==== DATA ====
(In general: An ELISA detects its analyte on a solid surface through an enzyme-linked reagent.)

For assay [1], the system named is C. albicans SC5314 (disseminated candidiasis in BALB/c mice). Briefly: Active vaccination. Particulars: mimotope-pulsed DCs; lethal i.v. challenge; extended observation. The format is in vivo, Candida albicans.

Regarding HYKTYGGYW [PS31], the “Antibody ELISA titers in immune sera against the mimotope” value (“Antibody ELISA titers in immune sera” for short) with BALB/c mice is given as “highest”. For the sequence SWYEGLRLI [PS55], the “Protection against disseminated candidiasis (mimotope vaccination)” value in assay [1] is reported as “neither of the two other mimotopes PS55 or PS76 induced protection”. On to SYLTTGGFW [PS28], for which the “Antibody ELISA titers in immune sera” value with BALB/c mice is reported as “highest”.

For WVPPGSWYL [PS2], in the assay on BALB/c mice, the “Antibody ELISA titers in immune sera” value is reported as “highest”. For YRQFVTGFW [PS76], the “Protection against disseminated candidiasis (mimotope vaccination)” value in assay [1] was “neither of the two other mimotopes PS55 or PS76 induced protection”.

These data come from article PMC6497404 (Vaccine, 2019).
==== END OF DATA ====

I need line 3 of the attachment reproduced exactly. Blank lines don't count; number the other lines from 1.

Regarding HYKTYGGYW [PS31], the “Antibody ELISA titers in immune sera against the mimotope” value (“Antibody ELISA titers in immune sera” for short) with BALB/c mice is given as “highest”. For the sequence SWYEGLRLI [PS55], the “Protection against disseminated candidiasis (mimotope vaccination)” value in assay [1] is reported as “neither of the two other mimotopes PS55 or PS76 induced protection”. On to SYLTTGGFW [PS28], for which the “Antibody ELISA titers in immune sera” value with BALB/c mice is reported as “highest”.